THE finest private collection of Scottish art in existence was

yesterday sold to a charitable foundation, ending fears that it could have been split up and sold abroad.

The renowned Fleming collection, a compilation of some 950 oils and watercolours, was sold for #7m by the investment banking company Robert Fleming Holdings following the announcement this week of its #4.9bn sale to Chase Manhattan.

The Fleming family, which founded the privately owned banking firm in Dundee in 1873, has purchased the collection from the company and established the Fleming-Wyfold Art Foundation to administer it.

The family will endow the newly founded body with an as yet undisclosed annual sum for the collection's upkeep.

The foundation plans to secure a gallery in London at which it will put on regular public displays of selected works.

In the meantime the paintings, which date from around 1800 to the present day, will continue to hang in the company's offices and the traditional programme of viewings by interested parties will continue there. The purchase, which followed speculation that the company's sale could have seen the collection scattered across the globe, has been greeted with relief by Scotland's artistic community.

Mr Michael Clarke, keeper of the National Gallery of Scotland, said yesterday: ''We are delighted that the collection is to be kept together and that there will be public access to it. We wish the foundation well in acquiring premises in London.''

Mr Ian Mackenzie-Smith,

president of the Royal Scottish Academy, said he had always felt it unlikely that the Fleming family would allow the collection to be broken up.

The stunning collection, which rivals that of the Scottish National Gallery of Modern Art in Edinburgh, was begun in 1968 when the company moved to new offices in London.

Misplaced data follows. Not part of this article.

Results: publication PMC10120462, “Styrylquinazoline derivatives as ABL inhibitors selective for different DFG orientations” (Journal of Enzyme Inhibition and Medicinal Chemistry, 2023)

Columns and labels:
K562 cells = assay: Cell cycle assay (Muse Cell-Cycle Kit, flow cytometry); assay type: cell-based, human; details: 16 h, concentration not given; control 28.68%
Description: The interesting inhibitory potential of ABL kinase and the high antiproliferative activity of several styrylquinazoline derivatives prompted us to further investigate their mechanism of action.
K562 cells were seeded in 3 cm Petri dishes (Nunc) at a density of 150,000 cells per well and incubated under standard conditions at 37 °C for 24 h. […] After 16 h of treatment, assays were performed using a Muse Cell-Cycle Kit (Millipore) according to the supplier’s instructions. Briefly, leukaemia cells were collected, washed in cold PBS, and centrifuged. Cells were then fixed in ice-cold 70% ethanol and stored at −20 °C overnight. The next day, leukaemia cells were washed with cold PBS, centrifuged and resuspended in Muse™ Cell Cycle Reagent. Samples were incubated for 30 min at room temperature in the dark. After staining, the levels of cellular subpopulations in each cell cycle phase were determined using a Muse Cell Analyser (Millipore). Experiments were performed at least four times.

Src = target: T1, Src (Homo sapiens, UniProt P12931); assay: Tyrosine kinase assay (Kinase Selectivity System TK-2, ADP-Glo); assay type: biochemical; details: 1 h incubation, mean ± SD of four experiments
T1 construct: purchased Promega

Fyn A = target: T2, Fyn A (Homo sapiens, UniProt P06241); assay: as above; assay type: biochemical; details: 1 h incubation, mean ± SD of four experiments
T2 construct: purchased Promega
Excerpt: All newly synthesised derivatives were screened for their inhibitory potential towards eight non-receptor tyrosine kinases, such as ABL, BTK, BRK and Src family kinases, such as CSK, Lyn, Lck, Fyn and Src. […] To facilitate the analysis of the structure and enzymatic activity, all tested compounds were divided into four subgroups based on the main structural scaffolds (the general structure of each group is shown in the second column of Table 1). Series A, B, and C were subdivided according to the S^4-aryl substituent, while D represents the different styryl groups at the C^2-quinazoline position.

Miss Selina Skipwith, keeper of art for the foundation, explained yesterday how the collection had grown from relatively humble beginnings. ''One of our directors, David Donald, thought it would be a good idea to buy a few paintings to hang on the walls. We decided that, because we were a Scottish company, we should buy Scottish art.

''As Scottish art wasn't well-known at the time, he was able to buy some wonderful things that nobody else was interested in. Now the collection has a very good reputation.''

The collection's major strength is commonly held to be the work of the Scottish colourists -

SJ Peploe, JD Fergusson, Leslie Hunter and FCB Cadell.

Flemings is sponsoring the forthcoming Scottish Colourists exhibition at the Royal Academy in London and a number of Peploe's works, including Green Sea Iona and Vase of Roses, will be making the journey to Edinburgh when the exhibition tours Scotland later this year.

There are also a number of fine Victorian paintings, including five oils by the Scottish impressionist William McTaggart and John Watson Nicol's Lochaber No More.

The latter, painted towards the end of the Highland clearances in 1883, is one of the most famous pieces of Scottish historical art and was acquired by Flemings for a relatively low price in the 1980s.

The painting is a study of a father and daughter facing the desolation of enforced emigration from their homeland; the elderly man looks out bleakly from the ship's deck on his former haunts, while the woman's grief is indicated, rather than shown, by her averted head. Their faithful collie licks her hand in an attempt to comfort her.

Despite some criticisms that private art collections consist of national treasures hidden from the public view, Flemings is widely acknowledged to have furthered the cause of Scotland's art.

Miss Skipwith said: ''The general view is that we have done an enormous amount for Scottish art. Our collection has raised its profile outside Scotland dramatically, because there aren't really any other places you can see such fine examples.

''We know we have generated a lot of commissions for Scottish artists, and generated a lot of interest in Scottish art in general.''